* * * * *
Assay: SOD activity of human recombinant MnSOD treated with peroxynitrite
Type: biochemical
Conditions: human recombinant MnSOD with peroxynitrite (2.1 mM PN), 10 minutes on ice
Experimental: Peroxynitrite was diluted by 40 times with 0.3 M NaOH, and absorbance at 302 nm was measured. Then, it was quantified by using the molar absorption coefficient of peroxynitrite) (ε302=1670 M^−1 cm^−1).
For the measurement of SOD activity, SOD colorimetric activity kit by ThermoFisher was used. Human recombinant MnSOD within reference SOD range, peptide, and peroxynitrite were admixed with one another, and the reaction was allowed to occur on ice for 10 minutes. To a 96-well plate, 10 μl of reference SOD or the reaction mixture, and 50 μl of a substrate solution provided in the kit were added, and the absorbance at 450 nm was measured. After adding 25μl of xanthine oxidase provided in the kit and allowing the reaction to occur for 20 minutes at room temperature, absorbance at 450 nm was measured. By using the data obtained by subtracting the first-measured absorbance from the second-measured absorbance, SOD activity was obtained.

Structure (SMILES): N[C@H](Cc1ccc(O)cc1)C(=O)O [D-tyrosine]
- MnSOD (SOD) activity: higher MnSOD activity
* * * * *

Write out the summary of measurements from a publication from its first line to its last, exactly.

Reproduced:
Assay: SOD activity of human recombinant MnSOD treated with peroxynitrite
Type: biochemical
Conditions: human recombinant MnSOD with peroxynitrite (2.1 mM PN), 10 minutes on ice
Experimental: Peroxynitrite was diluted by 40 times with 0.3 M NaOH, and absorbance at 302 nm was measured. Then, it was quantified by using the molar absorption coefficient of peroxynitrite) (ε302=1670 M^−1 cm^−1).
For the measurement of SOD activity, SOD colorimetric activity kit by ThermoFisher was used. Human recombinant MnSOD within reference SOD range, peptide, and peroxynitrite were admixed with one another, and the reaction was allowed to occur on ice for 10 minutes. To a 96-well plate, 10 μl of reference SOD or the reaction mixture, and 50 μl of a substrate solution provided in the kit were added, and the absorbance at 450 nm was measured. After adding 25μl of xanthine oxidase provided in the kit and allowing the reaction to occur for 20 minutes at room temperature, absorbance at 450 nm was measured. By using the data obtained by subtracting the first-measured absorbance from the second-measured absorbance, SOD activity was obtained.

Structure (SMILES): N[C@H](Cc1ccc(O)cc1)C(=O)O [D-tyrosine]
- MnSOD (SOD) activity: higher MnSOD activity